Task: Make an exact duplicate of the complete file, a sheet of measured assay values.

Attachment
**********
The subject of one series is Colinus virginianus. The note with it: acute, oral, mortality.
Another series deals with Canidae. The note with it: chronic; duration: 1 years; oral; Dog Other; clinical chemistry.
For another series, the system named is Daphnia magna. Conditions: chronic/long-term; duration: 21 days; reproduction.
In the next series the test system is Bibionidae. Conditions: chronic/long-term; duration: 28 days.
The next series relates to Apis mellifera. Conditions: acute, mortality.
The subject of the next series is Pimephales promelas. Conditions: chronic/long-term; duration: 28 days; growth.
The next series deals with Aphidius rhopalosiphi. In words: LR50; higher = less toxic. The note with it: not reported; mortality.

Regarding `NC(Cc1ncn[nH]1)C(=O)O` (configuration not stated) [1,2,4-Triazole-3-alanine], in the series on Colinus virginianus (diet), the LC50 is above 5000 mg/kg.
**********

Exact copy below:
The subject of one series is Colinus virginianus. The note with it: acute, oral, mortality.
Another series deals with Canidae. The note with it: chronic; duration: 1 years; oral; Dog Other; clinical chemistry.
For another series, the system named is Daphnia magna. Conditions: chronic/long-term; duration: 21 days; reproduction.
In the next series the test system is Bibionidae. Conditions: chronic/long-term; duration: 28 days.
The next series relates to Apis mellifera. Conditions: acute, mortality.
The subject of the next series is Pimephales promelas. Conditions: chronic/long-term; duration: 28 days; growth.
The next series deals with Aphidius rhopalosiphi. In words: LR50; higher = less toxic. The note with it: not reported; mortality.

Regarding `NC(Cc1ncn[nH]1)C(=O)O` (configuration not stated) [1,2,4-Triazole-3-alanine], in the series on Colinus virginianus (diet), the LC50 is above 5000 mg/kg.